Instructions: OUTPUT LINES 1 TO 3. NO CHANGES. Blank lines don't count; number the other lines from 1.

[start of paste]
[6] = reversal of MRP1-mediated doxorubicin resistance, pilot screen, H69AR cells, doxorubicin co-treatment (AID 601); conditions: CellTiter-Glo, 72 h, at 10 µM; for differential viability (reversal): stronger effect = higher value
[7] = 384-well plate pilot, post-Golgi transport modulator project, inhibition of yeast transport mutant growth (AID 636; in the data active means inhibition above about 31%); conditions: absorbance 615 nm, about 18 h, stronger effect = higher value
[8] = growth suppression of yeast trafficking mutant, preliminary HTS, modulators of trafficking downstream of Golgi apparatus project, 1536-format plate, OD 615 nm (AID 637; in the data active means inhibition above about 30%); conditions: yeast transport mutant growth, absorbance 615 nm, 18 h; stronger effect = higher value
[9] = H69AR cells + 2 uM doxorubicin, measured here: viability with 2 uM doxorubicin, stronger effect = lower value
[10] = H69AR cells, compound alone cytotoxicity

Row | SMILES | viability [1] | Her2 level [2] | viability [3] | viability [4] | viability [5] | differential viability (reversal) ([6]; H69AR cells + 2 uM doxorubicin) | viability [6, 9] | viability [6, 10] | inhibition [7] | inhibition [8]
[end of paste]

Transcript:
[6] = reversal of MRP1-mediated doxorubicin resistance, pilot screen, H69AR cells, doxorubicin co-treatment (AID 601); conditions: CellTiter-Glo, 72 h, at 10 µM; for differential viability (reversal): stronger effect = higher value
[7] = 384-well plate pilot, post-Golgi transport modulator project, inhibition of yeast transport mutant growth (AID 636; in the data active means inhibition above about 31%); conditions: absorbance 615 nm, about 18 h, stronger effect = higher value
[8] = growth suppression of yeast trafficking mutant, preliminary HTS, modulators of trafficking downstream of Golgi apparatus project, 1536-format plate, OD 615 nm (AID 637; in the data active means inhibition above about 30%); conditions: yeast transport mutant growth, absorbance 615 nm, 18 h; stronger effect = higher value